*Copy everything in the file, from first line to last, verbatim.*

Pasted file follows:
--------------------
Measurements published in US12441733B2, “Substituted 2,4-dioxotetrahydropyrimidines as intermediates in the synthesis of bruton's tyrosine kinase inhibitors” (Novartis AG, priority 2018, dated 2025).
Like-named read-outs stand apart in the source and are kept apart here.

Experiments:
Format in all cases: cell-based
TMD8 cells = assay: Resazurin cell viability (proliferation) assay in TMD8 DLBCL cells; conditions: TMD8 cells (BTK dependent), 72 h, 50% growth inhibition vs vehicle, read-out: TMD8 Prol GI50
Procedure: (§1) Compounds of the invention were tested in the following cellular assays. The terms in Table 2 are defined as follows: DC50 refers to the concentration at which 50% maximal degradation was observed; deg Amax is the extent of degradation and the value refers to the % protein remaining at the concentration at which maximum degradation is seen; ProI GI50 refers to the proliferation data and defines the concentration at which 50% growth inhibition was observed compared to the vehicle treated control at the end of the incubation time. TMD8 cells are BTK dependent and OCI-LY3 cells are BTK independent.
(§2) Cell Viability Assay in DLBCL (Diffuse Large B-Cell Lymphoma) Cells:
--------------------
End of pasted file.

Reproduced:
Measurements published in US12441733B2, “Substituted 2,4-dioxotetrahydropyrimidines as intermediates in the synthesis of bruton's tyrosine kinase inhibitors” (Novartis AG, priority 2018, dated 2025).
Like-named read-outs stand apart in the source and are kept apart here.

Experiments:
Format in all cases: cell-based
TMD8 cells = assay: Resazurin cell viability (proliferation) assay in TMD8 DLBCL cells; conditions: TMD8 cells (BTK dependent), 72 h, 50% growth inhibition vs vehicle, read-out: TMD8 Prol GI50
Procedure: (§1) Compounds of the invention were tested in the following cellular assays. The terms in Table 2 are defined as follows: DC50 refers to the concentration at which 50% maximal degradation was observed; deg Amax is the extent of degradation and the value refers to the % protein remaining at the concentration at which maximum degradation is seen; ProI GI50 refers to the proliferation data and defines the concentration at which 50% growth inhibition was observed compared to the vehicle treated control at the end of the incubation time. TMD8 cells are BTK dependent and OCI-LY3 cells are BTK independent.
(§2) Cell Viability Assay in DLBCL (Diffuse Large B-Cell Lymphoma) Cells: